These patients with defective mutations, in which the LDL receptor still works to some degree, had the best response to treatment, note the investigators. For patients with even a single LDL-receptor-negative mutation, the response to treatment was significantly less. For the one patient with a negative/negative mutation status, evolocumab had no effect and LDL cholesterol increased 10% from baseline.

"This trial shows that genetic information provides incremental insight into homozygous familial hypercholesterolemia and possible response to treatment," according to the TESLA investigators.

More Than 60% Get to <70 mg/dL in RUTHERFORD

The RUTHERFORD-2 study, which was also led by Raal, included 331 heterozygous FH patients randomized to evolocumab 140 mg every two weeks, to evolocumab 420 mg monthly, or to matching placebo. At baseline, the mean LDL was 155 mg/dL (4.0 mmol/L) despite all patients receiving statin therapy, including 87% with high-intensity statin therapy, and 62% also receiving ezetimibe.

As reported when the results were announced in January 2014, treatment with evolocumab significantly reduced LDL-cholesterol levels, down 61% from baseline with the 140-mg twice-weekly dose and 56% from baseline with the 420-mg monthly dose. By week 12, 68% of the 104 patients who received the 140-mg twice-weekly dose achieved an LDL cholesterol <70 mg/dL (<1.8 mmol/L), as did 63% of the 103 patients treated with the 420-mg monthly dose. The response to evolocumab was independent of the genetic variant in the LDL receptor.

In their editorial, Santos and Watts say that molecular testing or an assessment of LDL-receptor function might be useful in homozygous FH to determine who would respond to therapy, but this would be unnecessary in heterozygous FH patients. The editorialists state that there is also a need to test evolocumab in a setting where homozygous FH patients are treated with LDL apheresis.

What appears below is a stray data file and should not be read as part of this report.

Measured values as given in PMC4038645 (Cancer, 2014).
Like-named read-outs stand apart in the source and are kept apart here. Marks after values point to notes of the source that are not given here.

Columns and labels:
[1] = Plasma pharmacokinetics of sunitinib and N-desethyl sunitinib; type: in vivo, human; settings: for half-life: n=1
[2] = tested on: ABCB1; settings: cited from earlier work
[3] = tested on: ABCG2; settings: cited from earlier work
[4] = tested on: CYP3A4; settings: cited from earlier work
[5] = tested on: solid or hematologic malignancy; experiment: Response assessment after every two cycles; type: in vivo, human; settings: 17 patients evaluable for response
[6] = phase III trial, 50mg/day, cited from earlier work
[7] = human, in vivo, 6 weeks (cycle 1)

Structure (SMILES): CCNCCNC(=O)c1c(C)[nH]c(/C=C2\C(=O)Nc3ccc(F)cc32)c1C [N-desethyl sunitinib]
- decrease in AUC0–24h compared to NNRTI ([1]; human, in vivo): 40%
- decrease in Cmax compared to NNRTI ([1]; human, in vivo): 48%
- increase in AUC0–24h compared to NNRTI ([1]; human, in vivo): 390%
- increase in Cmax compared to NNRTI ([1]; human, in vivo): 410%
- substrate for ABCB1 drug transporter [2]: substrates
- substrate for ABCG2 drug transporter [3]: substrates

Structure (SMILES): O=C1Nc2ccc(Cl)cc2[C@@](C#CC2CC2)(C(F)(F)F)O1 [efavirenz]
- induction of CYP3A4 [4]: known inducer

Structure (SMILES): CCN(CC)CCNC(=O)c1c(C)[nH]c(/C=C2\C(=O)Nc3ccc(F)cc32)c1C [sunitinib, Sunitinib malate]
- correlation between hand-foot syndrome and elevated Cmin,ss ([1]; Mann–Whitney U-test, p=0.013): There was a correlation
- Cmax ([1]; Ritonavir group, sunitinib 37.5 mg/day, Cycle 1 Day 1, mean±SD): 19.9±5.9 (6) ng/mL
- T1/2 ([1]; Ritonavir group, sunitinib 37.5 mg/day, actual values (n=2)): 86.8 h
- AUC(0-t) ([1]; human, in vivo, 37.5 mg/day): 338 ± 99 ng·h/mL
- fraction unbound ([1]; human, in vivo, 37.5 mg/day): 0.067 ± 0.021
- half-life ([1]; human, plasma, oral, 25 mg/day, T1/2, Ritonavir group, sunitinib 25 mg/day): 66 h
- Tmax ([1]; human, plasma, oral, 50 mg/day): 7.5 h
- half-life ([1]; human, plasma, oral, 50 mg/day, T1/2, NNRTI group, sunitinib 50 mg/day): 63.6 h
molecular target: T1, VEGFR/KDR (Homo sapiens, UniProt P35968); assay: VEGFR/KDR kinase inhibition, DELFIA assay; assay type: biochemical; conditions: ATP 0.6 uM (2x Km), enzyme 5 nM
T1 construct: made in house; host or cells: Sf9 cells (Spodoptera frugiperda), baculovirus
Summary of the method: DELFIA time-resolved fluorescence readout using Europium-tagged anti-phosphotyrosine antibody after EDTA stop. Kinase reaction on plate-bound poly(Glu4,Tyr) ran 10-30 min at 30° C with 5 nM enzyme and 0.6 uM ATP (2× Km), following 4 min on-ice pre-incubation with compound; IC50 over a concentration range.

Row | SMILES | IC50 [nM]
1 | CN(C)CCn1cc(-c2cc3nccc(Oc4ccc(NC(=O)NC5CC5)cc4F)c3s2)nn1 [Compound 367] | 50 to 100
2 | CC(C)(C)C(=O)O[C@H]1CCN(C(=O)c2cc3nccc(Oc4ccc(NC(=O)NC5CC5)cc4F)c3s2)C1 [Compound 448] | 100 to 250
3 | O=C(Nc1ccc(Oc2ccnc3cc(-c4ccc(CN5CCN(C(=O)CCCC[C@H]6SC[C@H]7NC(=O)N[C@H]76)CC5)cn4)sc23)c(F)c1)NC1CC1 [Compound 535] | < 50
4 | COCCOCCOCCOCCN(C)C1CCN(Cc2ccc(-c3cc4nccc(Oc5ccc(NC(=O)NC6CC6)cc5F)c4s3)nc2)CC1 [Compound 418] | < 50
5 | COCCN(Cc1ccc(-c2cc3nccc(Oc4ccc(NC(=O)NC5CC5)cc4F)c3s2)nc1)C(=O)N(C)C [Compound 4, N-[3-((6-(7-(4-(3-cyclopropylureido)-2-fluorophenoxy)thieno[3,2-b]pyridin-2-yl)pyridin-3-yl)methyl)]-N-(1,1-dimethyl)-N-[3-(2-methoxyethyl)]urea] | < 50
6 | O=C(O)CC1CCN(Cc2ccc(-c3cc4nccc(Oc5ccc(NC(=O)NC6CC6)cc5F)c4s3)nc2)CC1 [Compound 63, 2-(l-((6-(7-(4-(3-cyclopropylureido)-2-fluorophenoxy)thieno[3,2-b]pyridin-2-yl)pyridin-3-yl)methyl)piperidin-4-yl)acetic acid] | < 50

In the US, the Food and Drug Administration has approved mipomersen (Genzyme), which inhibits apolipoprotein B synthesis, and lomitapide (Aegerion Pharmaceuticals), which inhibits the microsomal triglyceride transfer protein, for the treatment of homozygous FH. The European Medicines Agency has approved only lomitapide.

Raal has received consulting fees from Amgen and Sanofi related to PCSK9 inhibitors and from Genzyme (a Sanofi company) related to apolipoprotein B inhibitors. His institution has received research funding related to PCSK9-inhibitor clinical trials from Amgen and Sanofi and from Isis and Genzyme for trials related to mipomersen. Santos has received honoraria related to consulting or speaking from AstraZeneca, Aegerion, Amgen, Eli Lilly, Bristol-Myers Squibb, Boehringer-Ingelheim, Biolab, Genzyme, Merck, Nestlé, Novartis, Novo-Nordisk, Pfizer, Regeneron, Sanofi, Torrent, and Unilever. Watts has received honoraria related to consulting or speaking from Amgen, Abbott, AstraZeneca, Merck Sharp & Dohme, Novartis, and Sanofi.